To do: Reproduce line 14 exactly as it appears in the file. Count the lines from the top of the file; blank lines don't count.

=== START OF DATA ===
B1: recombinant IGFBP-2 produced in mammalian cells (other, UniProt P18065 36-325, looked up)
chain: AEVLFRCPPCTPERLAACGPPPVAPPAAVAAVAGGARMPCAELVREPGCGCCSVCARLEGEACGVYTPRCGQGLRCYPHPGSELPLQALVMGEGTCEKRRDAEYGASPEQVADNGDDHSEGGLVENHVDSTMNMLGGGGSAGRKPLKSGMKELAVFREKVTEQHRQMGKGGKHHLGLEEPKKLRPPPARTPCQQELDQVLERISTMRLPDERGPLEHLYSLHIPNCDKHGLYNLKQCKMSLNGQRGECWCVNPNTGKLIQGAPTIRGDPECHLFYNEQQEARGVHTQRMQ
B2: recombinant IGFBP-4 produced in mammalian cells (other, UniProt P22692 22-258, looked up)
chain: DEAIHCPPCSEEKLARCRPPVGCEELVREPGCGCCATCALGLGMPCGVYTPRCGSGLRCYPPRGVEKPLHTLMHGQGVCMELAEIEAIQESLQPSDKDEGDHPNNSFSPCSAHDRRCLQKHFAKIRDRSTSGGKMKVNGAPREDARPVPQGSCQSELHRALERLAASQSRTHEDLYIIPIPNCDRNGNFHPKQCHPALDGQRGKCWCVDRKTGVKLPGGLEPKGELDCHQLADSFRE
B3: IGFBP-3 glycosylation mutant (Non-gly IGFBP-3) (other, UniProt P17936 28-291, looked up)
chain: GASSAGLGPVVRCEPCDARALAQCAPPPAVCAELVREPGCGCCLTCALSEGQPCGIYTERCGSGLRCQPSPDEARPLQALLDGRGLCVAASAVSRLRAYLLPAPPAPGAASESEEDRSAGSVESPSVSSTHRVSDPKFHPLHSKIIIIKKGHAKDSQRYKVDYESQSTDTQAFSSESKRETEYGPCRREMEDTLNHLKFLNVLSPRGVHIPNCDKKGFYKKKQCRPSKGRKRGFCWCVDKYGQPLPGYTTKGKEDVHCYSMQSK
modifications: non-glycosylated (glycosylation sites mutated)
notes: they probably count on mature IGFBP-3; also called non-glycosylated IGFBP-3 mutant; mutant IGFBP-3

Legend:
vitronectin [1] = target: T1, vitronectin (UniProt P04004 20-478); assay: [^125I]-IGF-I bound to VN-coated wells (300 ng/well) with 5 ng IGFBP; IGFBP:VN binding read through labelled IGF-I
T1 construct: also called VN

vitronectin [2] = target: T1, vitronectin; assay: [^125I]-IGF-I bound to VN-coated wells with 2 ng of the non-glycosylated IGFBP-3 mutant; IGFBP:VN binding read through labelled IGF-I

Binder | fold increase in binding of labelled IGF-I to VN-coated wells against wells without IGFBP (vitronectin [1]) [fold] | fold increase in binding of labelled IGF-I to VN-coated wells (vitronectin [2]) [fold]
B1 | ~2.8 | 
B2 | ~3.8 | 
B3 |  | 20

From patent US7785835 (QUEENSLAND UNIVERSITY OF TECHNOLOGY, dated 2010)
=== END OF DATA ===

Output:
B1 | ~2.8 | 